(ran HS, HL, HP editions)
Question: We hate to close the drapes in our living room because the view is so nice, but the sun just pours in and makes the room so hot that we can never get comfortable. Would window tinting solve our problem?
Answer: Probably. However, if you have a choice, there are other options to consider that might work better for you.
First you have to deal with the problem. The radiant heat gain from the sun can be a huge problem when direct sun or reflected solar radiation from white clouds gets into the house for a substantial amount of time during the day.
If you were about to build a new house, I would tell you that proper orientation of the home to minimize windows on the east and west and to block the sun on the other walls is a top priority.
If the house is already built, then the key words are shade, shade and more shade. Unfortunately, this shade can cut down on that view that you like so much, so what's best for energy and comfort is not always what's best for the view.
The idea with having shade outside the home is to stop the sun before it ever gets inside. Trees, fences, roof overhangs and other building strategies can do a good job, as can awnings and screens.
Maybe you still love that view, don't want to give it up and don't want to spend the money on any of these other strategies. In that case, window tint can be a good alternative. You need to look for a tint that will block more heat than light.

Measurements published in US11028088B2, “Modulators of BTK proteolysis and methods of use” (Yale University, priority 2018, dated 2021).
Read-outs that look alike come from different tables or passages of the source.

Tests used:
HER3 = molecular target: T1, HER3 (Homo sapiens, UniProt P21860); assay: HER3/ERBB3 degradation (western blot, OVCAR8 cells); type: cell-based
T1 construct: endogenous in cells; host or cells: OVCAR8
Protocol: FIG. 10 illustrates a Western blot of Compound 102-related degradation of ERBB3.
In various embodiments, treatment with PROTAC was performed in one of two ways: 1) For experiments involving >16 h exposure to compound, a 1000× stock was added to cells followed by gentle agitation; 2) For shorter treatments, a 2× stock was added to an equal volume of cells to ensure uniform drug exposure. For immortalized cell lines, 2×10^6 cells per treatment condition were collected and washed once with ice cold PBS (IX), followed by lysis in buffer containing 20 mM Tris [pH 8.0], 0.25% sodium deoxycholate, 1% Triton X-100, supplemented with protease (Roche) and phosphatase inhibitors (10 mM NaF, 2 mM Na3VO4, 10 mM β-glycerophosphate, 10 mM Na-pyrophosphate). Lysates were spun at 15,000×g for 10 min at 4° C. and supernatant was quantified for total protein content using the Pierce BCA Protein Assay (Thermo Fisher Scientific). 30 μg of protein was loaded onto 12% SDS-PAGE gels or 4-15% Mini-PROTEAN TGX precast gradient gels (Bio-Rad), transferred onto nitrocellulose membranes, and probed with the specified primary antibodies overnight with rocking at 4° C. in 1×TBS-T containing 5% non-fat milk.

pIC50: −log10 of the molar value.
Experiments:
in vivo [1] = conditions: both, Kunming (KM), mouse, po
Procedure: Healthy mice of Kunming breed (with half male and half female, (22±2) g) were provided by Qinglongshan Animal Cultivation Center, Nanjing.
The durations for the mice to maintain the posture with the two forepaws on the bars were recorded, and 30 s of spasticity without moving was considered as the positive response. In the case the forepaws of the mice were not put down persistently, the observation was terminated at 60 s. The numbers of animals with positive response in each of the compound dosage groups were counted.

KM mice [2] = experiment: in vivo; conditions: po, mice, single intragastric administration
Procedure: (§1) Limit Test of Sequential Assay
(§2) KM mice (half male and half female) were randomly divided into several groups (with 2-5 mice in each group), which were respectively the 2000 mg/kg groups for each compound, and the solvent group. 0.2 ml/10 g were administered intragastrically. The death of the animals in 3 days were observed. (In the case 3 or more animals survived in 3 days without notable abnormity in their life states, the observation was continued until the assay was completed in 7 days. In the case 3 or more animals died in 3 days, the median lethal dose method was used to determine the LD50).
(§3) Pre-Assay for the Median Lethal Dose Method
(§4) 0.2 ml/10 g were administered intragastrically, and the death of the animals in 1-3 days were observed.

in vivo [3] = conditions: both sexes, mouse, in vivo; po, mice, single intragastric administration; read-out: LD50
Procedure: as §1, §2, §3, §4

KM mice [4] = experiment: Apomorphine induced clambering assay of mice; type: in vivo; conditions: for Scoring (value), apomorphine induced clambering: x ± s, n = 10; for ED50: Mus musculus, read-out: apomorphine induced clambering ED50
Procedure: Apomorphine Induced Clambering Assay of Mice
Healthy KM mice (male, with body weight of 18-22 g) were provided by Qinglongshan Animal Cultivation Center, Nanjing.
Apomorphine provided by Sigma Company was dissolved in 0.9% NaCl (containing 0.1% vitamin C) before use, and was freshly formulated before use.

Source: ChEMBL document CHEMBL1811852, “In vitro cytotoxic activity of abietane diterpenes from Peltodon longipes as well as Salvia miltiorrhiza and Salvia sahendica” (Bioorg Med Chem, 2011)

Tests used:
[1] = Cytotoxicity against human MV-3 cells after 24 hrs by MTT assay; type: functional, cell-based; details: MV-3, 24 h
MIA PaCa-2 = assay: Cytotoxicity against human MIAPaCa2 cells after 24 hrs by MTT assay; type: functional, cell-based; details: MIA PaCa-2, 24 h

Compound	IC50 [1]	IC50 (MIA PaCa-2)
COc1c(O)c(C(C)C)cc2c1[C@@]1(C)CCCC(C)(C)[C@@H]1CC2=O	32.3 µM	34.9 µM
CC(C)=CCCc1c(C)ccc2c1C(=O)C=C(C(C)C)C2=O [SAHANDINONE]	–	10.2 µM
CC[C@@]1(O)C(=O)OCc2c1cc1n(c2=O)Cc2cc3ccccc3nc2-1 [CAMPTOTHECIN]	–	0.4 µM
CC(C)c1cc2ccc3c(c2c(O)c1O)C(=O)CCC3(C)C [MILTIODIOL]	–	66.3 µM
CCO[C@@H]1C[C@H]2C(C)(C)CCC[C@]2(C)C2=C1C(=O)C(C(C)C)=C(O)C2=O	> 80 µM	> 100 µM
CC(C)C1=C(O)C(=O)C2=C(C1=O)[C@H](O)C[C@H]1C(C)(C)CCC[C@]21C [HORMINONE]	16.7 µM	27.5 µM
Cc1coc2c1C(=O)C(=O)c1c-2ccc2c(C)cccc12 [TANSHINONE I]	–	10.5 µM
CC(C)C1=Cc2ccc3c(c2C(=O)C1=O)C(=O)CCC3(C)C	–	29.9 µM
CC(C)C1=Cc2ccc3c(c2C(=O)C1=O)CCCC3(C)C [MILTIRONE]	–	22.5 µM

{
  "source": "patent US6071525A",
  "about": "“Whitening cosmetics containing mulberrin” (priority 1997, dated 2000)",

When reading the product information on the packages, look for a tint that has a VT or TV (the visible transmittance number) higher than its SHGC (solar heat gain coefficient) or SC (shading coefficient).
The higher the VT, the more light gets in. The lower the SHGC or SC, the less heat gain that will get into the house.
Follow this recommendation and the tint will allow as much light as possible into the house during the day and block as much radiant heat as possible during this time. You've got to look for balance in these numbers. Some tints that do a great job of blocking the sun's heat, for example, will make the house too dark inside.
Don't let the terms scare you off, because this really is a lot easier to do than it sounds. The ratings on the tint will let you know how much light or heat is involved, and you can compare different products to select the right one for your needs.
Ken Sheinkopf is director of development for the Florida Solar Energy Center. Write to him at the Florida Solar Energy Center, 1679 Clearlake Road, Cocoa, FL 32922.